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According to The Wall Street Journal, fracking companies are seeing their sources of capital on Wall Street dry up as investors are looking elsewhere given that many of the frackers have been operating at a loss for more than a decade. The lack of capital to keep these companies liquid is forcing them to cut costs and plan for slower growth. This is particularly true for small companies with lots of debt, but it is also happening to larger companies that are desperately trying to meet earnings targets set by their Wall Street lenders. There are some ominous signs of trouble ahead for shale, as The Journal explained:
Why This Matters: Oil has always been boom and bust and shale is no different, with producers and their financial backers suffering from a get rich quick mentality that leads to overproduction so that oil and gas flood the market, thus driving down the price. Until now, the fracking companies had Wall Street to keep them liquid during the downturns. It is amazing that these companies are this close to the edge of going under even though recently they have received major “help” from the Trump Administration, which has rolled back environment and safety standards for fracking operations.It seems like the fracking bubble may be about to burst. Yet another reason why renewable energy projects are increasing, which is good news for the planet.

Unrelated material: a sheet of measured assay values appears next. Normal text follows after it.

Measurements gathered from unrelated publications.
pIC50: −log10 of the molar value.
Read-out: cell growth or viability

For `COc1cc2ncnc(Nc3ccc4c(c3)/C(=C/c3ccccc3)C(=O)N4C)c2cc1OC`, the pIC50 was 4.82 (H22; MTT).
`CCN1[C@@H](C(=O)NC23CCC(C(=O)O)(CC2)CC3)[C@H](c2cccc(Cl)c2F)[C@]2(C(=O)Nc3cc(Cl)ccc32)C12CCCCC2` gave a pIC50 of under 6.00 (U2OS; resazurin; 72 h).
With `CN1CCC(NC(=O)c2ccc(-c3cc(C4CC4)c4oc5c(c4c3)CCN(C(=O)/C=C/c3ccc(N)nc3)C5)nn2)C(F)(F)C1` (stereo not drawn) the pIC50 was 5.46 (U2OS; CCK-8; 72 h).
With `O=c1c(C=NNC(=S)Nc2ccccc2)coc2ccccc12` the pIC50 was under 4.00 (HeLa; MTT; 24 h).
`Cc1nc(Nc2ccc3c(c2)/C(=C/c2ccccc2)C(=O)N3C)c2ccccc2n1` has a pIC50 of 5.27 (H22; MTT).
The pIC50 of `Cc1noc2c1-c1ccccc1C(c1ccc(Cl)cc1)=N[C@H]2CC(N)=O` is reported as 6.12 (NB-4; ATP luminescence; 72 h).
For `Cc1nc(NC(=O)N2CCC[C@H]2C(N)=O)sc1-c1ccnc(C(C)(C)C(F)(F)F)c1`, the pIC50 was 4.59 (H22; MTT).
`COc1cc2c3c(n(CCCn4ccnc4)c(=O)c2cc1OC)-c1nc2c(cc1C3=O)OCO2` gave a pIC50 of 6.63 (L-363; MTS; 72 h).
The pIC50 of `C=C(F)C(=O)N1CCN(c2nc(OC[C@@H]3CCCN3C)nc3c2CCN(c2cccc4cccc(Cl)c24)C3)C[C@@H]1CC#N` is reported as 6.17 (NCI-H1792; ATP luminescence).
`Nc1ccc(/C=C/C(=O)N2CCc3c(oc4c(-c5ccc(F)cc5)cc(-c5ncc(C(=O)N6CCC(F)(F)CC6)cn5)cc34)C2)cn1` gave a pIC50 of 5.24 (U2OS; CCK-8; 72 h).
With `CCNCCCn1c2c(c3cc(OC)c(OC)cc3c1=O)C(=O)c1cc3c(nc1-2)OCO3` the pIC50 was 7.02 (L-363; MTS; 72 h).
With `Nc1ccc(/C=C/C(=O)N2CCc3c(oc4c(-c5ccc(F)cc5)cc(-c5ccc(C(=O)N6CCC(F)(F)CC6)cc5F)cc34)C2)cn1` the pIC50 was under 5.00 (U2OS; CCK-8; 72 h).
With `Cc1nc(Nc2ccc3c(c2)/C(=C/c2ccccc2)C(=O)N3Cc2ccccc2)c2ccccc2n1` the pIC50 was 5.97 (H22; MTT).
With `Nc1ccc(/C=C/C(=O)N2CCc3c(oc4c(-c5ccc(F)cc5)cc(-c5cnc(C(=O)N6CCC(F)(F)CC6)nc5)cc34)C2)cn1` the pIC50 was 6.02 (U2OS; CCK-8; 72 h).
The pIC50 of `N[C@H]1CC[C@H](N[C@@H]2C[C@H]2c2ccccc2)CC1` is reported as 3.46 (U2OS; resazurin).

President Trump trumpeted his trade deal with China, but so far it has been a bust, according to The Wall Street Journal — the Chinese have not purchased nearly the amount of energy (in terms of total dollars) as they promised — only $2B in oil and gas purchases against a commitment of $25B for this year.
A federal judge in Washington, DC ruled yesterday that the Dakota Access Pipeline must shut down and empty all its oil until the government completes an environmental review of the pipeline’s impacts, giving the Standing Rock Sioux Tribe, whose reservation lies downstream, a huge victory. Similarly, late in the day, the Supreme Court refused to overturn the order of a district judge that shut down construction of parts of the Keystone XL pipeline so it is also blocked for now.
Why It Matters: The Dakota and Keystone XL news is greatly tempered by the fact that numerous other pipeline projects can go ahead despite their inadequate permit unless they are individually challenged in court and blocked.
Yesterday, Dominion Energy and its partner, Duke Energy, announced they were ending a 600-mile natural gas project that would have cost at least $8 billion to complete. As the Richmond Times-Dispatch wrote, Dominion and Duke canceled the construction of the Atlantic Coast Pipeline in the face of mounting regulatory uncertainty caused by a federal court […]
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